When Markets Collide

I don’t really like responding to comments in the comment section because I feel like no one reads them. I am going to start including reader questions with answers at the end of some posts. At the end of this post is one related to my last rant on the hedge fund space.


I just signed up, and at $1/day, a subscription to Bespoke Premium is a steal.


I was at the NAAIM conference earlier this week, and I heard a great analogy this week about drawdowns and time frames. Greg Morris said that investing in stocks for the long run is nice – if you’re a Sequoia Tree or a Giant Tortoise (or an endowment).

Recovering from a -30% loss (at 10% returns) requires about 4 years to get back to even, a -40% loss 6 years, and a -80% loss an insurmountable 20 years. . .


Quote of the day, “All progress is based upon a universal, innate desire on the part of every organism to live beyond its income.” – Samuel Butler


PIMCO manager/Harvard endowment/PIMCO manager El-Erian has some new Summer reading for you – When Markets Collide: Investment Strategies for the Age of Global Economic Change


Popular Mechanics puts the Aptera in the lead spot to win the X-prize. With oil hitting new highs, I really should have put down the deposit for one of these instead of that SUV.


My response to comments are below:

Hedge funds are over rated.

I don’t want it to seem that I am a cheerleader for hedge funds across the board because there are plenty of crappy ones. However, I don’t see why they should be limited to rich people. I like the option to invest in hedge funds. As I mentioned in another post, “hedge fund” is just a legal structure (and typically a fee structure).

So why don’t you start a service that provides knowledge of and access to these foreign alternatives to the small American investor. Isn’t that doable? Just a service that covers the 50 or so listed FOFs in London, along with education as to how to integrate them with a multi-asset conventional portfolio ( a la Yale endowment, etc, which you write so much about) would be huge.

You would not only be a hero, but considering that the hedge fund industry is over $2 trillion, and the little guy here still has no viable access, you might stand to make a pile as well.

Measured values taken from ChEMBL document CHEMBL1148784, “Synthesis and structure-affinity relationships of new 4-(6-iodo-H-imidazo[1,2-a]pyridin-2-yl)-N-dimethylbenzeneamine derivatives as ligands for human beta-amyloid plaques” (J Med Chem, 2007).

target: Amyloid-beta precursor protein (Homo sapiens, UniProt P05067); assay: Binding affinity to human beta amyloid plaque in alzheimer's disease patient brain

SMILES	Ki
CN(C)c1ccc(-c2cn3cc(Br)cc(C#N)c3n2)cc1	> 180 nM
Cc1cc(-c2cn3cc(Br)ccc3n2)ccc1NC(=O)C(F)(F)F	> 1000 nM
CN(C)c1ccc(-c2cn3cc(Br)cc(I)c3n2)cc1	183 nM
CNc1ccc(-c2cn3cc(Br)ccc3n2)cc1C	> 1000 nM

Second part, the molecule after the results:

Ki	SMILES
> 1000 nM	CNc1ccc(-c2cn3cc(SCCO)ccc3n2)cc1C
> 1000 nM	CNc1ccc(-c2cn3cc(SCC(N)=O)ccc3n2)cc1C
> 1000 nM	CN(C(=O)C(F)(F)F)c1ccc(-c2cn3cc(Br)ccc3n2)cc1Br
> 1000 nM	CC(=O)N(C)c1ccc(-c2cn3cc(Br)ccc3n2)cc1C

I would absolutely love to. For an example, about 10 of the 40 odd FOFs listed abroad had investments in the Paulson funds (which were up 200-500+% in 07). However, a US investor really can’t invest in them due to PFIC rules and their tax implications (namely you get hammered at current income taxes and have to mark to market the positions). I am convinced that Powershares is either unaware of these implications for their PFP fund, or are not admitting to it. They haven’t surfaced because the fund has gone straight down, but when it goes up I imagine the holders will get a very nasty surprise with their tax distributions. I hope I am wrong.

As far as I can tell, the individual funds should be OK for tax deferred accounts (IRA, etc).

To try and get around the taxable problem I have been chatting with the index providers about developing an index on the foreign listed funds – I’ve owned the domain listedhedgefunds.com for some time but have just been waiting for someone else to do it. I think with some clever financial engineering and maybe some swaps you could get around the tax problems. Stay tuned.

As an aside I was reading an article in Futures magazine last night written by Daniel Collins. It detailed the difficulty in developing alternative funds for the retail market. He used the Frontier Funds as an example, whose prospectus is 535 pages long. So onerous are the listing requirements that the CIO estimates the breakeven cost on most of their products at 2.25%. The cost structure ends up being around 4% and 20%, which is higher than Winton’s 1% and 20%, but the minimum goes from $1M to $1,000. (The article also mentioned Peregrine Financial’s CTA seeding program.)

[PS – I liked the comment posted for an educational requirement to invest in alternatives (or really any listed product) instead of the accredited rule. Why not have a dimple DMV driving test style test use could take online to invest in them? I know a lot of uninformed rich people as well as many brilliant and versed non-accredited individuals.]